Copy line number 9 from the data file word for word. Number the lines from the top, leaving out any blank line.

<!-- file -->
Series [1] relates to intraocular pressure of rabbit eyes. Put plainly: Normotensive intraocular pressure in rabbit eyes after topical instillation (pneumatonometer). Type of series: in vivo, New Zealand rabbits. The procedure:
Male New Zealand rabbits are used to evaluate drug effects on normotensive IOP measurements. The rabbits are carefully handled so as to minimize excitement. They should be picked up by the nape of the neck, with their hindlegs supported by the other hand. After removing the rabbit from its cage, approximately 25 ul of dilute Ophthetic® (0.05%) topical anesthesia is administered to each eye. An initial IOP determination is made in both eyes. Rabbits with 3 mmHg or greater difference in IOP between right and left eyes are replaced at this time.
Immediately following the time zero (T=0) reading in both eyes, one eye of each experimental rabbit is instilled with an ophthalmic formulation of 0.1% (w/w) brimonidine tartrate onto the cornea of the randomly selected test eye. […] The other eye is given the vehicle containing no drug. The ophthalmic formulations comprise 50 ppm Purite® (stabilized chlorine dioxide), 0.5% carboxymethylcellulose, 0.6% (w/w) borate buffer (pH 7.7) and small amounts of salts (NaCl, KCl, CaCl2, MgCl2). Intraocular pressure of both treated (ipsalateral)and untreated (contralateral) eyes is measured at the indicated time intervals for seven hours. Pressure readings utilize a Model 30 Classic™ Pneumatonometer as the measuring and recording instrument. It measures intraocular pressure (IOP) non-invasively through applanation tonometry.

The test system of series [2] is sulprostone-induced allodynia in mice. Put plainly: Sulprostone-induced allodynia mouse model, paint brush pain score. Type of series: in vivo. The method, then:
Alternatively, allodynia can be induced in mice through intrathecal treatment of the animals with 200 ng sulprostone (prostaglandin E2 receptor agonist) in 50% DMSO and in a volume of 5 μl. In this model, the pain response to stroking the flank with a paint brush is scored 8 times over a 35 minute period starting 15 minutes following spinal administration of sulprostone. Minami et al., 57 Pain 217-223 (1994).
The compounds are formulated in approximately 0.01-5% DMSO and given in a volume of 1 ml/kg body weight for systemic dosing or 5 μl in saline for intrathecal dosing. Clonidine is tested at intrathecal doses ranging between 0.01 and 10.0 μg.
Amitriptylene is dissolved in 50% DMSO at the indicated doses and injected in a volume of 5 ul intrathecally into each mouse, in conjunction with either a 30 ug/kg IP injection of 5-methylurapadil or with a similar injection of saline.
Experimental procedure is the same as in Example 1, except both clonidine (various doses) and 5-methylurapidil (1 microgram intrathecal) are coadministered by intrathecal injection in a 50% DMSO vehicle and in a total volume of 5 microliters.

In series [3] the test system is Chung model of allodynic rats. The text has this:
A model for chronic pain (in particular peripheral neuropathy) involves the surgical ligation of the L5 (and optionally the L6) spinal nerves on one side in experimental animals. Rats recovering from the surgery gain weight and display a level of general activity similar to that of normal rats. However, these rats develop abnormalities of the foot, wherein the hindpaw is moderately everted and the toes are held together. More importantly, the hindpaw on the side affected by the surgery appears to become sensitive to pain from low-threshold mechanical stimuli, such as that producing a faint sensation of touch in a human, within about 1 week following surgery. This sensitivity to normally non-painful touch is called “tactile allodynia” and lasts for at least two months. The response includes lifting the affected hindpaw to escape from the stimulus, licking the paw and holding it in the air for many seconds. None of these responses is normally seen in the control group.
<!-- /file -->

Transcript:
In series [3] the test system is Chung model of allodynic rats. The text has this: